Tesuque Pueblo Trailer Village resident Alicia Olivas is worried that a new tribal policy will split her family up.

Olivas, along with the other residents, wasn't aware of the mobile home community's new permit policies until Oct. 17, just two weeks before new documentation was due. As SFR first reported Nov. 2, village property manager Dan Clavio sent a notice to all residents highlighting the new rules, which include providing proof of legal residency in the US [SFReporter.com: "Tesuque Trailer Village Targets Undocumented Residents"].

Residents were ordered to provide the tribe with birth certificates, US passports or US immigration documents by Nov. 1.

Olivas says her husband and child could be forced out for failing to provide the tribe with legal documents.
The trailer village of about 130 homes falls under the jurisdiction of the Tesuque Pueblo tribe, but residents don't have to be tribal members.

That an order to prove citizenship is coming from tribal authorities muddles the question of whether residents will be able to legally challenge it. Santa Fe immigration lawyer Jim Vincent says the order doesn't follow state law. Likewise, the federal Fair Housing Act prohibits discrimination based on national origin. But whether either could be enforced in the trailer village is unclear.

"It's complicated by the fact that it's on pueblo land," Micah McCoy, a spokesman with the American Civil Liberties Union of New Mexico, tells SFR. "Certain laws just don't apply."

Native American tribes are recognized as sovereign nations, meaning that the US Bill of Rights doesn't necessarily apply to tribal residents, Michelle Brown-Yazzie, a lawyer specializing in Indian law, says.

"Tribes can make laws to govern within and determine who resides in their territory," Brown-Yazzie tells SFR. "That's been upheld in federal court decisions."

Still, the situation appears fishy to Victoria Ferrara, another immigration lawyer based in Santa Fe. She argues the order isn't legal, but concedes she hasn't looked into the issue deeply.

"This is really, really surprising," Ferrara says. "I'm wondering where that directive is coming from."

Marcela Diaz, executive director of immigrant rights group Somos Un Pueblo Unido, questions why owners of the trailer park would want the new rule.

"How does that benefit the owners of the mobile park?" Diaz asks. "They would lose money from renters."

Residents speculate that the tribe issued the order as a means of complying with federal immigration laws, but tribal authorities did not respond to SFR's questions before press time. Federal Bureau of Indian Affairs spokeswoman Nedra Darling confirms that the order is not coming from BIA.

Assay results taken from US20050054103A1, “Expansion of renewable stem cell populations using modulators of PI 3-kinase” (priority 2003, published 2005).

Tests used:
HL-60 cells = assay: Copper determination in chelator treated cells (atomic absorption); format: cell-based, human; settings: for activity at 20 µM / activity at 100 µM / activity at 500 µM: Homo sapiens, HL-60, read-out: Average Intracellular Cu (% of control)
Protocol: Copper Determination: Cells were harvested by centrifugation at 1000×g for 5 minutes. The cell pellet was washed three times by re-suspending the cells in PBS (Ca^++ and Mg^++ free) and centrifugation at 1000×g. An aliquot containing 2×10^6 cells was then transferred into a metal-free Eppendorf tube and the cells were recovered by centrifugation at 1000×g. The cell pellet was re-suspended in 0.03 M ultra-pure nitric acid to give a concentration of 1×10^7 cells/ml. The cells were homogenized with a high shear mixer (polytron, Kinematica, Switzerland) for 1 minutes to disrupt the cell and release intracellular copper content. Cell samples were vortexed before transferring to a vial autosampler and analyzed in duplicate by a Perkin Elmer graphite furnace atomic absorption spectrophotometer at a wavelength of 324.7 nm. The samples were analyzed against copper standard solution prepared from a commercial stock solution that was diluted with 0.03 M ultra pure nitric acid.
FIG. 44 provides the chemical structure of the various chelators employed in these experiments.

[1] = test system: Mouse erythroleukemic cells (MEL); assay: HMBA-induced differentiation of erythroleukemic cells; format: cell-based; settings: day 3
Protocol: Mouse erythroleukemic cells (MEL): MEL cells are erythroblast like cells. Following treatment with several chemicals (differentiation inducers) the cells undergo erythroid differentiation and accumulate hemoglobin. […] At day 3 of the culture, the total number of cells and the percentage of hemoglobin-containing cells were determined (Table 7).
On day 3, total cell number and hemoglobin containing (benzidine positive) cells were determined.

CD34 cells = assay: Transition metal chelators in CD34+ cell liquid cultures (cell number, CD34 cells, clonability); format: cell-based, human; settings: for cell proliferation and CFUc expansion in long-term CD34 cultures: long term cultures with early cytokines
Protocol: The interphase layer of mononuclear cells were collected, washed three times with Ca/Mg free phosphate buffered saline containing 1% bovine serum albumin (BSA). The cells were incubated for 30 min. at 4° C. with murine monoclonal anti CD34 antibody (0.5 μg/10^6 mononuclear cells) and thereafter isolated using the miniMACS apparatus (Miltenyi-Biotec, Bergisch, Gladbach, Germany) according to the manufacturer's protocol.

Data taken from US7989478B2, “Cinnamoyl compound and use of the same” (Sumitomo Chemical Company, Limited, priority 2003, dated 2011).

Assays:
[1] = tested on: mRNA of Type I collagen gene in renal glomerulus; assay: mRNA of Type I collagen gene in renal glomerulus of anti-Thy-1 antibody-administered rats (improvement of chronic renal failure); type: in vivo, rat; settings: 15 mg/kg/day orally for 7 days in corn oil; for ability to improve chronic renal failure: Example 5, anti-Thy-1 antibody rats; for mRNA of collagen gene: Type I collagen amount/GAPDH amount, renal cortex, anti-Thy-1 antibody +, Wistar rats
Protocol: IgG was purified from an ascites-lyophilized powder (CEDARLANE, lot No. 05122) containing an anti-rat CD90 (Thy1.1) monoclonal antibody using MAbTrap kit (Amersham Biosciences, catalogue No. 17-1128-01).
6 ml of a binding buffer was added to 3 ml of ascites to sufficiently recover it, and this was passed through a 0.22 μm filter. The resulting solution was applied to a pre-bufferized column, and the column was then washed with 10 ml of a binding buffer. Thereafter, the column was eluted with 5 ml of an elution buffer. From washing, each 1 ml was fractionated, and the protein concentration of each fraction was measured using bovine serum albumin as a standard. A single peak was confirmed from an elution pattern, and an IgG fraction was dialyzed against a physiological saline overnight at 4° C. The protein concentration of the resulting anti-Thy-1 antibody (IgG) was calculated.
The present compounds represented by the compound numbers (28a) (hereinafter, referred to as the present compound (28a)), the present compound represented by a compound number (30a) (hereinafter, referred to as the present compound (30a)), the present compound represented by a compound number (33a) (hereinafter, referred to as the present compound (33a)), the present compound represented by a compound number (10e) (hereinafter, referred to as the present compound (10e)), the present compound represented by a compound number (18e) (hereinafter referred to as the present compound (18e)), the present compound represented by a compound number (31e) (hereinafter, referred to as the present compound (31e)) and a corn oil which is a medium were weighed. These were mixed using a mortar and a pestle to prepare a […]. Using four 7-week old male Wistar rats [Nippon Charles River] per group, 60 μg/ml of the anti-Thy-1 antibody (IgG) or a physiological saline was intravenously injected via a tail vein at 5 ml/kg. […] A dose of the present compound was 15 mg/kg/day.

Maxine Velasquez, an attorney representing Tesuque Pueblo, told SFR over the phone that she had no comment on the issue.

State Sen. Carlos Cisneros, whose district includes the trailer village, questions what rental agreements have to do with birth certificates or social security numbers.

"It seems extreme and intimidating," Cisneros says. "I can't think of a state agency that would be able to assist [the residents]."

Similar ordinances have failed in other parts of the country. In 2006, aldermen in Valley Park, Mo., passed a law that would have punished landlords who rent to undocumented immigrants. Landlords and immigrant rights organizations rallied against the law, which was subsequently repealed.

But in Alabama, a provision in a controversial immigration bill passed this summer bars undocumented immigrants from renewing registrations on mobile homes. Wendy Sefsaf, a spokeswoman with the Washington, DC-based American Immigration Council, wonders whether the Tesuque Pueblo government took hints from the Alabama provision.

"I definitely haven't heard of anything like this anywhere else," Sefsaf, referring to tribal crackdowns on undocumented immigrants, tells SFR.

Though many aren't sure of the legality of the tribal order, they're quick to dismiss it on moral grounds. Vincent calls the crackdown "total discrimination."

Peter North, a retired lawyer who's talked with Velasquez about the issue, is troubled to see the tribe targeting residents who have otherwise followed the law.

"On the human front, it strikes me as problematic and horrible," North says. "It causes me great pain to see this happening."

Meanwhile, Olivas says her husband is pondering whether he should plan on sleeping in Santa Fe shelters soon.